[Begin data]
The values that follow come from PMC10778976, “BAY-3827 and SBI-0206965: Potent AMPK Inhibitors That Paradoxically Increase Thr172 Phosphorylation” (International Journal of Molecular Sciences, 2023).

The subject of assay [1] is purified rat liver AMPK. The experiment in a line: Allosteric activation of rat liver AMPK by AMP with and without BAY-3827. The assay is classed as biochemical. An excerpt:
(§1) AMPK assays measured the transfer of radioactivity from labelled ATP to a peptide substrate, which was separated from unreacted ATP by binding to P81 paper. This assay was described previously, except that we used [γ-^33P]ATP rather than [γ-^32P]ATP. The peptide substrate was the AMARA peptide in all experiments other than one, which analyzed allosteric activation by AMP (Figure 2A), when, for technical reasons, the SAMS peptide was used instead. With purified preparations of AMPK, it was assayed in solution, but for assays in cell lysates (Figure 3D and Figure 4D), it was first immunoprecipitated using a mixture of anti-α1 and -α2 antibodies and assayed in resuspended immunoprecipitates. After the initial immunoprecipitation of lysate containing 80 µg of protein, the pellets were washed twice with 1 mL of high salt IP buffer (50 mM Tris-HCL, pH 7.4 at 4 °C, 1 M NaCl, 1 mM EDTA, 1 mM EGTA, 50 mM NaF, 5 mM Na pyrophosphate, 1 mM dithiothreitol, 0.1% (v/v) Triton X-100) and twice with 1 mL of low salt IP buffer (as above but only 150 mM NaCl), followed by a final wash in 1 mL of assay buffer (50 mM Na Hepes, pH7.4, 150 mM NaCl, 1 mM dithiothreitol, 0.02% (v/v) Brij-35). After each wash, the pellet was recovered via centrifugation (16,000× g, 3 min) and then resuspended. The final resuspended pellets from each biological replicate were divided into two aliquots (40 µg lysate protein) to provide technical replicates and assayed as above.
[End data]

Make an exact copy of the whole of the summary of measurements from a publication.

The values that follow come from PMC10778976, “BAY-3827 and SBI-0206965: Potent AMPK Inhibitors That Paradoxically Increase Thr172 Phosphorylation” (International Journal of Molecular Sciences, 2023).

The subject of assay [1] is purified rat liver AMPK. The experiment in a line: Allosteric activation of rat liver AMPK by AMP with and without BAY-3827. The assay is classed as biochemical. An excerpt:
(§1) AMPK assays measured the transfer of radioactivity from labelled ATP to a peptide substrate, which was separated from unreacted ATP by binding to P81 paper. This assay was described previously, except that we used [γ-^33P]ATP rather than [γ-^32P]ATP. The peptide substrate was the AMARA peptide in all experiments other than one, which analyzed allosteric activation by AMP (Figure 2A), when, for technical reasons, the SAMS peptide was used instead. With purified preparations of AMPK, it was assayed in solution, but for assays in cell lysates (Figure 3D and Figure 4D), it was first immunoprecipitated using a mixture of anti-α1 and -α2 antibodies and assayed in resuspended immunoprecipitates. After the initial immunoprecipitation of lysate containing 80 µg of protein, the pellets were washed twice with 1 mL of high salt IP buffer (50 mM Tris-HCL, pH 7.4 at 4 °C, 1 M NaCl, 1 mM EDTA, 1 mM EGTA, 50 mM NaF, 5 mM Na pyrophosphate, 1 mM dithiothreitol, 0.1% (v/v) Triton X-100) and twice with 1 mL of low salt IP buffer (as above but only 150 mM NaCl), followed by a final wash in 1 mL of assay buffer (50 mM Na Hepes, pH7.4, 150 mM NaCl, 1 mM dithiothreitol, 0.02% (v/v) Brij-35). After each wash, the pellet was recovered via centrifugation (16,000× g, 3 min) and then resuspended. The final resuspended pellets from each biological replicate were divided into two aliquots (40 µg lysate protein) to provide technical replicates and assayed as above.